7 common workout mistakes to avoid
Embarking on an exercise program is one of the best things you can do to support your health. Not only will you experience more energy and enhanced ability to participate in daily activities, but you’ll also reduce your risk of developing chronic diseases ranging from heart disease to diabetes.
The key is understanding what your goals are – what you want to achieve – and then devising a plan to achieve them. And while any movement is better than none, it’s important to ensure your workout is worthwhile. After all, if you’re not exercising correctly, you may not reap the benefits of movement – or worse, you could put yourself at risk of injury.
Here are seven common fitness mistakes I frequently see people make – and how to avoid them!
- Overtraining. In today’s “all or nothing” society, it’s not uncommon for new exercisers to overdo it straight out of the gate. Even people who have been sedentary for decades try to dive into a half-marathon without much training. Try to power through it and you’ll pay for it on the back end with an injury or an inability to participate in desired activities.
What to do: Listen to your body and take time for rest and recovery.
- Using improper form. Whether you’re running, lifting weights or practicing a yoga routine, using proper form is key to ensuring you get the results you want – and avoid your risk of injury.
What to do: Hook up with a personal trainer or coach for a few sessions to ensure you’re performing exercises correctly.
- Not warming up … or cooling down. Warming up primes your body for exercise and helps prevent injury, skipped heartbeats and premature fatigue – especially if you’re performing high-intensity activities. Cooling down helps prevent muscle soreness and promotes recovery.
What to do: Focus on dynamic, or moving, warmups before a workout, such as brisk walking, arm circles, marching in place or jumping jacks. Any light activity that warms your muscles and causes you to break a sweat is a good option. Just make sure to focus on the muscles and body parts required for the workout you’re doing. Good cool-down exercises include static stretches that you hold for at least 30 seconds.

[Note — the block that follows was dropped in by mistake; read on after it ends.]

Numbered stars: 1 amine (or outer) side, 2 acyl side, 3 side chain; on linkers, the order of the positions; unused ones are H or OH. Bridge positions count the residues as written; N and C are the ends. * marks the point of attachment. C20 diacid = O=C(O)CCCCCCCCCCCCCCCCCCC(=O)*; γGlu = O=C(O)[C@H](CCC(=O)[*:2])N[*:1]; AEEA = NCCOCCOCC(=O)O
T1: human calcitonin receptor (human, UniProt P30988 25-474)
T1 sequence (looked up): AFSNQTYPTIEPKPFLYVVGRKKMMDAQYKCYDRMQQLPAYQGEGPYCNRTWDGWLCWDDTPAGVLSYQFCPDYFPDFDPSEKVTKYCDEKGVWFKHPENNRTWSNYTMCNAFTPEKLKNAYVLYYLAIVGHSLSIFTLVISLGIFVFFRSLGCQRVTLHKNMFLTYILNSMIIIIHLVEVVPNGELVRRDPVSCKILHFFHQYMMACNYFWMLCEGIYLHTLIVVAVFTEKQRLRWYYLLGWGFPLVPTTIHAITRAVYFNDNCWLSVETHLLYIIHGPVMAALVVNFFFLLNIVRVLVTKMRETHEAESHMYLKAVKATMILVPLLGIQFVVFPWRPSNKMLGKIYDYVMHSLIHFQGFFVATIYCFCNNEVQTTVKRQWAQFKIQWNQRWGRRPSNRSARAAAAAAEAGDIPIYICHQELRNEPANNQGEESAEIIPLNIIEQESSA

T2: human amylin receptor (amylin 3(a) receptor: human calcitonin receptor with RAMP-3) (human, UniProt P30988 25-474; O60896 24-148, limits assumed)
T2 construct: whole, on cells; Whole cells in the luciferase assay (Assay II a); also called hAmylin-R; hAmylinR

- Sticking to the same workout. Over time, not switching up activity can lead to burnout or injury. That said, any activity is better than none. If you like running, good for you, you’re doing something. But if your goal is to improve your overall fitness, it makes sense to break out of your strict routine once in a while.
What to do: Include a variety of exercise types to make sure you’re fit enough to do the things you want to do later in life. That means working your heart and lungs with cardiovascular activities, building strong muscles with strength training and keeping muscles and joints pliable with stretching and flexibility exercises.
- Skipping strength training. Strength training is critical – not just for building strong muscles, but also for preserving muscle tone. Resistance exercise and weightlifting increase strength and elasticity while also building strong connective tissues (think ligaments and tendons). From a biomechanical perspective, strength training will help ensure you’re able to perform daily activities. A bonus: Strength training fires up your metabolism, so it’s an excellent way to rid yourself of excess body fat.
What to do: Resistance training doesn’t necessarily mean lifting weights. Yoga, swimming, and body weight exercises — lunges, push-ups and activities with resistance bands — all help build strong muscles.
- Not stretching out. The best way to preserve your range of motion over the long haul is to stretch out regularly. Sometimes called flexibility training, stretching exercises require you to move your body in all directions. They keep your tendons and ligaments pliable and your muscles relaxed.z
What to do: When stretching it’s important to hold a static stretch for at least 30 seconds as that’s how long it takes for a muscle or tendon to overcome it’s stretch reflex and increase flexibility. These types of stretches improve circulation and enhance muscle elasticity.
- Not taking time to rest and recover. For a workout to be effective over the long haul, you must get sufficient rest. The more intense your workout, the greater your recovery needs.
What to do: If you feel like you’re doing too much too quickly, take a step back. There’s no shame in slowing down and taking your time. It’s also important to replenish lost calories and water after a workout. Consider a post-exercise meal and drink a full liter of water in the hour or two after a workout.
With instant access to the Internet, fitness information is readily available. But online info isn’t tailored to your needs. Rather than turn to your computer for guidance, consider investing in one two sessions with a personal trainer. Not only will a personal trainer ensure you’re using the right form, he or she can also help you create a regimen that suits your unique needs.
Setting objective short-term and long-term goals will help you achieve your desired fitness level. Most important, when you exercise correctly, you’ll leave your workouts feeling energized and even “high.” And that’s the best possible prescription to make sure you get your lean body back to the gym – after adequate recovery, of course.
Lauren Rao is an athletic trainer with Henry Ford Health System and holds bachelor’s and master’s degrees in athletic training from Albion College and the University of Virginia, respectively. She has additional certifications as a Certified Strength and Conditioning Specialist through the NSCA and as a USA Weightlifting Sport Performance Coach. She is currently assigned to work with athletes at Lawrence Technological University as an injury prevention specialist.
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